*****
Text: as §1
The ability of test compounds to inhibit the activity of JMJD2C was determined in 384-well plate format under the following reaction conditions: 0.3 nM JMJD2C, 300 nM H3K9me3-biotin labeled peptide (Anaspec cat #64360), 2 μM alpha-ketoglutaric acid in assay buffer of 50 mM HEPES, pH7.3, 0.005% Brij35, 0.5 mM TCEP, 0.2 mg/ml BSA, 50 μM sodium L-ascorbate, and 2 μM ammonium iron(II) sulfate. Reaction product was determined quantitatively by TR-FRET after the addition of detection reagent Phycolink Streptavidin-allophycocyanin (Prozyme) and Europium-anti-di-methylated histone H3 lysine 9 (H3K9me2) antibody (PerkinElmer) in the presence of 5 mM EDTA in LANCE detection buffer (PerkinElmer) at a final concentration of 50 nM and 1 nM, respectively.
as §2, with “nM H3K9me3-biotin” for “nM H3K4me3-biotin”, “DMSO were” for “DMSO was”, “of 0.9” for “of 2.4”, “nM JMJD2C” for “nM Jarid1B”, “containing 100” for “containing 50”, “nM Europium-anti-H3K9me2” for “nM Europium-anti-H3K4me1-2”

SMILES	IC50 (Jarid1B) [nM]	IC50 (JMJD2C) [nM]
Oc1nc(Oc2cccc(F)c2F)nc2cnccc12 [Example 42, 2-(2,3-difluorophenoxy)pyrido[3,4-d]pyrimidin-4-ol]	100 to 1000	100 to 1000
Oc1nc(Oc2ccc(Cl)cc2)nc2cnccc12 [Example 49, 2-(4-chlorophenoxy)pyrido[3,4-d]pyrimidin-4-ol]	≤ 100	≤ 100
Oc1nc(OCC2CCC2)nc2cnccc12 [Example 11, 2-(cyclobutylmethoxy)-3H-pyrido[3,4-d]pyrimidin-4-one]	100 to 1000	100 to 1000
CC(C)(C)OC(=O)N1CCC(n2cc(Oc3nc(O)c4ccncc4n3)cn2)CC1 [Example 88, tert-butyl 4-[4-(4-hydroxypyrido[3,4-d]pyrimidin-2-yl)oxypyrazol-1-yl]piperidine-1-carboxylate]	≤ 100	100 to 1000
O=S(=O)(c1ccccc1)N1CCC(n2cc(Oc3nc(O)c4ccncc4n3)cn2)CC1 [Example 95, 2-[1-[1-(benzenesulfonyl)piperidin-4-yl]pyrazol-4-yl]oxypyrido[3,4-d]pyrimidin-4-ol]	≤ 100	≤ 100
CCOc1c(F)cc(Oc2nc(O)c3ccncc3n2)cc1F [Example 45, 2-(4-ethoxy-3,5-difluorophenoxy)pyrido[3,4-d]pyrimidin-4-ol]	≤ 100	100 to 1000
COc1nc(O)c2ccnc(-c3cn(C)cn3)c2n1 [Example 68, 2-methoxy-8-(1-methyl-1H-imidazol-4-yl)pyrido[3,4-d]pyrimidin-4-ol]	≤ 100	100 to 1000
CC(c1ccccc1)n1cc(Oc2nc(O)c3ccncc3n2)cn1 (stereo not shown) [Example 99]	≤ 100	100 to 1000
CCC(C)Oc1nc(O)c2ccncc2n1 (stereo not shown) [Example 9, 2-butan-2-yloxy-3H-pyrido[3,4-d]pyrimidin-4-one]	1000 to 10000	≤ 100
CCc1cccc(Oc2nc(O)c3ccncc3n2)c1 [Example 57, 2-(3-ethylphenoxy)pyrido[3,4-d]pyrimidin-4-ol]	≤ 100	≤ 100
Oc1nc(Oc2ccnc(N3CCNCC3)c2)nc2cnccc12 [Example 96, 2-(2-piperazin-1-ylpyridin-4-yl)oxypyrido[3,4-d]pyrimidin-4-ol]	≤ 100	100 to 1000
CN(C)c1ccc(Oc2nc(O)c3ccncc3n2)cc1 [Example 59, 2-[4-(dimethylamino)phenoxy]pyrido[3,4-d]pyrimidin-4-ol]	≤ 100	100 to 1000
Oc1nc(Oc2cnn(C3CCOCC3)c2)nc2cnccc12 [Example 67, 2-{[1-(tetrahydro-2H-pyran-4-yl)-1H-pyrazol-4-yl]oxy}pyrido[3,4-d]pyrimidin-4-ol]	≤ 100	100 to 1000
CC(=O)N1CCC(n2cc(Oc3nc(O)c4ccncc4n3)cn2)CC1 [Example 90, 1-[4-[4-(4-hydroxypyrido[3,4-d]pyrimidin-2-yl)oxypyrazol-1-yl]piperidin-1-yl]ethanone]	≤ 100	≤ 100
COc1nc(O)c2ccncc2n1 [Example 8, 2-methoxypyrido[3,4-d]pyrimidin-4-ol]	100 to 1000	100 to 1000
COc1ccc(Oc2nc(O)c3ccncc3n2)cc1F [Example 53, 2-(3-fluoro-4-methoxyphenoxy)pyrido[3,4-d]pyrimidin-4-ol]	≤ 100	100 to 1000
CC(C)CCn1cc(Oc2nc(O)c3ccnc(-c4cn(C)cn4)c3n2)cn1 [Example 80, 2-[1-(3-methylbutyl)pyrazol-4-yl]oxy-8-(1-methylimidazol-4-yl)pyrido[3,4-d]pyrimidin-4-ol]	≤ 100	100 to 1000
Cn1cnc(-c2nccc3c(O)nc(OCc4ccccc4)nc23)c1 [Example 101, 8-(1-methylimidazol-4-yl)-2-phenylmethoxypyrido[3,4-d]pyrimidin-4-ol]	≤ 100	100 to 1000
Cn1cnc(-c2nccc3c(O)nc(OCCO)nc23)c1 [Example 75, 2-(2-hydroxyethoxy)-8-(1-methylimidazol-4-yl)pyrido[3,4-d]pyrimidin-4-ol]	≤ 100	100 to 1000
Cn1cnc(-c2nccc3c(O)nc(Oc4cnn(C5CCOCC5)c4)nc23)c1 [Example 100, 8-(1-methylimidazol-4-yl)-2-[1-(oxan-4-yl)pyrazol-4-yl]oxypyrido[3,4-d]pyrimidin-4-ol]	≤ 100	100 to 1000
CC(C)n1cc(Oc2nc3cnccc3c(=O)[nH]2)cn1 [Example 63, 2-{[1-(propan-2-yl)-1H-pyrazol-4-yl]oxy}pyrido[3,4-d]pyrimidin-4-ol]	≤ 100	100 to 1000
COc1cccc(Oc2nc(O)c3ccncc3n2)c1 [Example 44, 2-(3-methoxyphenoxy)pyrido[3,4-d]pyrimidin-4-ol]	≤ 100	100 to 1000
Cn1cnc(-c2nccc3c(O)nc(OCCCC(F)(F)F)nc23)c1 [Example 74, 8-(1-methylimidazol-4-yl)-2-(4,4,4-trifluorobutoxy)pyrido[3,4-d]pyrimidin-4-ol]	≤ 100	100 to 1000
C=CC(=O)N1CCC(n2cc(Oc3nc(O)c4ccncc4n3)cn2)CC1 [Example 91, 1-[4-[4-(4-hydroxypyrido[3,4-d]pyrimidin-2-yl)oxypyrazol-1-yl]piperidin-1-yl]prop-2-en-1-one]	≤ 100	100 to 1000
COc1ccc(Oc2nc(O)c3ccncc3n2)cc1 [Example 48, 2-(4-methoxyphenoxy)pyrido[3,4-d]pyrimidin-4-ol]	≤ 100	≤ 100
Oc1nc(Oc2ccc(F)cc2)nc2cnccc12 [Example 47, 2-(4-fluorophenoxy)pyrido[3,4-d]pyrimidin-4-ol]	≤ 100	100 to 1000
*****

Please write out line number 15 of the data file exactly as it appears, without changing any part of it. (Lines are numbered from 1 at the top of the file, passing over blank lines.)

Oc1nc(Oc2ccnc(N3CCNCC3)c2)nc2cnccc12 [Example 96, 2-(2-piperazin-1-ylpyridin-4-yl)oxypyrido[3,4-d]pyrimidin-4-ol]	≤ 100	100 to 1000